New Anti-Trans Legislation Passed By Arkansas Senate
AILSA CHANG, HOST:
The Arkansas Senate has passed what the ACLU calls, quote, "the most extreme anti-trans law to ever pass through a state legislature." It is now being sent to the desk of Republican Governor Asa Hutchinson, who last week signed a bill that would ban trans women and girls from participating in sports consistent with their gender identity. Here to talk with us about anti-trans legislation across the country is journalist Katelyn Burns.
KATELYN BURNS: Thank you for having me.
CHANG: Can you just start us off by telling us a little more about this bill in Arkansas? What would it do exactly?
BURNS: Yeah. So this bill is one of many that have been introduced in conservative state legislatures all over the country, but it's the first one to pass. What it essentially does is it bans transgender minors - so anybody under the age of 18 - from being able to access trans-affirming care. So we're talking about puberty blockers for younger teens. And we're talking about hormone replacement therapy for older teens. Surgery typically is not done on teenagers. Though the bill alludes directly to surgery, that is kind of a moot point.
CHANG: And do you fully expect it to be signed by Governor Hutchinson?
BURNS: We have no reason to believe that he wouldn't sign it.
CHANG: Now, this other legislation we mentioned, the ban in Arkansas on trans women and girls competing in women's sports, came around the same time as similar restrictions in South Dakota. Can you just talk about what are the justifications that these state lawmakers are giving for restricting the rights of trans people in sports?
BURNS: So this is another outgrowth of their broader culture war against trans people. If you remember, after marriage equality was passed into law by the Supreme Court, what the religious right then did was sort of start ignoring lesbian and gay and bisexual people and focus all of their attention on trans people. So in 2016, you know, the bathroom bill in North Carolina that passed, you had all these states trying to institute bathroom bills. That effort largely spectacularly failed and actually increased Americans' knowledge and sympathy towards the trans community. So what they've done is they've moved on to more sort of fringe issues that poll better for them. And one of them happens to be the sports issue.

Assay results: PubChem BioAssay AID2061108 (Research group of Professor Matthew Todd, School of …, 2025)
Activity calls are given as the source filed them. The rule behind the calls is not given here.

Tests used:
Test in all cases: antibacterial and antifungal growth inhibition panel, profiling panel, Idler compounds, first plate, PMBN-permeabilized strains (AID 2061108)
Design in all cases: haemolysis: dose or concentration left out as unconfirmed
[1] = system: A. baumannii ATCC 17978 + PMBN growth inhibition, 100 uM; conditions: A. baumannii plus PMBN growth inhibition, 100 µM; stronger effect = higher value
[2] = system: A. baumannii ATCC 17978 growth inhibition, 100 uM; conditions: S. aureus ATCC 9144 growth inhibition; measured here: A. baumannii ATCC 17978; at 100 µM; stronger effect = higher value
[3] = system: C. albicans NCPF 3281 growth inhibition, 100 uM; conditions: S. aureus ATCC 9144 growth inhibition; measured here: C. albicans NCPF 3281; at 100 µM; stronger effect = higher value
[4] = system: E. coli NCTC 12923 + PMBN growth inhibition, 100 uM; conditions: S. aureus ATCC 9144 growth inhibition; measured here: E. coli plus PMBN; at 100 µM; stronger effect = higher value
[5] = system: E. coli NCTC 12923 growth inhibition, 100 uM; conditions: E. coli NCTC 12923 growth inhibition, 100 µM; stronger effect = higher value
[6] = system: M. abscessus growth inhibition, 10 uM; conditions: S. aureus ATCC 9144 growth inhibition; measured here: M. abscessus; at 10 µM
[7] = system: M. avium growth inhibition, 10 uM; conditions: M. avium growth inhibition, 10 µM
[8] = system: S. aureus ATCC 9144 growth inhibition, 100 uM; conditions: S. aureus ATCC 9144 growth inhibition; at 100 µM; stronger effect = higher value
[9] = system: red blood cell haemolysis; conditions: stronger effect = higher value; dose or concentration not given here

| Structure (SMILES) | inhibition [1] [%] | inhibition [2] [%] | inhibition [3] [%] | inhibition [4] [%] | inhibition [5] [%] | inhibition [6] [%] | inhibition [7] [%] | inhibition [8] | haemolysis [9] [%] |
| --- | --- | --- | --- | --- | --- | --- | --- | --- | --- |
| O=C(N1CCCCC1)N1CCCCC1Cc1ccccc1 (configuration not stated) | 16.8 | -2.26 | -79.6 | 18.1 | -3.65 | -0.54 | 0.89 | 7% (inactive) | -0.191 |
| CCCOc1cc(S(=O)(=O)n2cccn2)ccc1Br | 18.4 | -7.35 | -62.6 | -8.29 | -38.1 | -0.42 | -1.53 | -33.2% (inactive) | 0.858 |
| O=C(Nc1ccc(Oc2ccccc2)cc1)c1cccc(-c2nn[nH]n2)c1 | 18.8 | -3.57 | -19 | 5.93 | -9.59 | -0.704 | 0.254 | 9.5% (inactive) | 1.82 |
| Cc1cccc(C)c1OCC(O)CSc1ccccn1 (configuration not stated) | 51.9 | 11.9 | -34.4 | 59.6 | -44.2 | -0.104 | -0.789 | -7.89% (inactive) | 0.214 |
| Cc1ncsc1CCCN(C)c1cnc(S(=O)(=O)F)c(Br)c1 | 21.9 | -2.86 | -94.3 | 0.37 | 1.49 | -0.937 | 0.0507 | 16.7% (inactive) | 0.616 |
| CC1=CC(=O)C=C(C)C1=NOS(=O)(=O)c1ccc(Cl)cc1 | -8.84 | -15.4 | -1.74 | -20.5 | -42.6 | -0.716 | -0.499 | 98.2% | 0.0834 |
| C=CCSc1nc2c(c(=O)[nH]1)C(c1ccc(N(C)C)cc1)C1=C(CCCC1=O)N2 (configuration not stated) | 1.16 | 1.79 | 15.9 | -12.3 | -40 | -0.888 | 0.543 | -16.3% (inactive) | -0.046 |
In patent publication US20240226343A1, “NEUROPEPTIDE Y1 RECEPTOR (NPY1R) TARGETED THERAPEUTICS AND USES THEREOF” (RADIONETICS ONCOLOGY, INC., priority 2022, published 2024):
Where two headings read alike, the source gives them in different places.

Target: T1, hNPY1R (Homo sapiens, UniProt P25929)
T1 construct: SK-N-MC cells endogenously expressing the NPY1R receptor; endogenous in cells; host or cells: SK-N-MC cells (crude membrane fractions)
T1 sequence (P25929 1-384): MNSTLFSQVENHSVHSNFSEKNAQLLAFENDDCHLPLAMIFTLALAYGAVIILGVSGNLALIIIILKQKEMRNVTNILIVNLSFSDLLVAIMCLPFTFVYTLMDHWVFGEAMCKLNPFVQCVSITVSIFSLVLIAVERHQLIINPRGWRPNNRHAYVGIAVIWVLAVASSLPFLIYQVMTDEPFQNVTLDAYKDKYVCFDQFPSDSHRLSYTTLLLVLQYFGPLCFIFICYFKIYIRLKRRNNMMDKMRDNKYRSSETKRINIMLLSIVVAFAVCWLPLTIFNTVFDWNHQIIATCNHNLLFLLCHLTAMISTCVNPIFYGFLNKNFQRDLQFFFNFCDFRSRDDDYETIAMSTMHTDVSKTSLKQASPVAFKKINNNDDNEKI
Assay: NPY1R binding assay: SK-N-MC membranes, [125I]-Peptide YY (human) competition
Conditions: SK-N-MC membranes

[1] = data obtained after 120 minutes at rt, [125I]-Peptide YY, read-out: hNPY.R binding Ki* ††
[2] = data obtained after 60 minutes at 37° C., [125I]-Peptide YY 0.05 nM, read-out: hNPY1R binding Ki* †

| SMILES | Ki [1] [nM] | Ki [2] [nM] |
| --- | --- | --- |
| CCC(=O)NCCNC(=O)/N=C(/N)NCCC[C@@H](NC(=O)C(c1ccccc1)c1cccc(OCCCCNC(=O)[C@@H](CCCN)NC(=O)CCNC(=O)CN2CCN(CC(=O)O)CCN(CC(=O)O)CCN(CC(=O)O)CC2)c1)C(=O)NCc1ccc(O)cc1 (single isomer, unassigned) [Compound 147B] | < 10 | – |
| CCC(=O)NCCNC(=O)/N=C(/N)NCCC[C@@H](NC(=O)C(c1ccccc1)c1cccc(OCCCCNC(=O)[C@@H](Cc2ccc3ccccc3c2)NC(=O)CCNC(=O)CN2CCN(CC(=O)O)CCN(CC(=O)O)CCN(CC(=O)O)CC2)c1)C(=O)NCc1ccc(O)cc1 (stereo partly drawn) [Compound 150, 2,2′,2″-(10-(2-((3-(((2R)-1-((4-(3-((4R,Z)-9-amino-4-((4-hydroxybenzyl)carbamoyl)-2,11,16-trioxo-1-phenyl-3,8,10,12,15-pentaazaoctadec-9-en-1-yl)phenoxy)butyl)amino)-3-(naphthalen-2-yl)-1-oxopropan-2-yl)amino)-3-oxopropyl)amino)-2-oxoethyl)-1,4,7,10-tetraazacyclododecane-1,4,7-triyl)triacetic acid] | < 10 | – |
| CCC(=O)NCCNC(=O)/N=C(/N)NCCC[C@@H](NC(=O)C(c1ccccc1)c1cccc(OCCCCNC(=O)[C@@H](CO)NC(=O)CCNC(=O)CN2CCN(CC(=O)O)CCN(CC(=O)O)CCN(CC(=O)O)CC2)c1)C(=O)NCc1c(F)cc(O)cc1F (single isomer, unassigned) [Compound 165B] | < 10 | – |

CHANG: But help me understand something, Katelyn, because according to the Public Religion Research Institute, three-quarters of Americans support LGBTQ protections. So why do you think we're seeing such a significant wave of anti-trans legislation on the local level?
BURNS: There's been a very concerted effort on the far right to divide the T from the rest of the LGBT. So somebody who ostensibly leans liberal, maybe has gay relatives or friends or long ago accepted marriage equality, like, they think they know what's up with all of this stuff. But then when you start drilling down on these more difficult questions, like should we allow trans children to transition or trans teens to transition, the polling all of a sudden starts moving, right? And you see this especially with the trans kids and also the trans athlete question. So it's - I think it's easier to sort of thread in anti-trans propaganda that sort of turns the polling a little bit.
CHANG: That is journalist Katelyn Burns. Her podcast is called "Cancel Me, Daddy."
Thank you very much for joining us.
BURNS: Thank you. Transcript provided by NPR, Copyright NPR.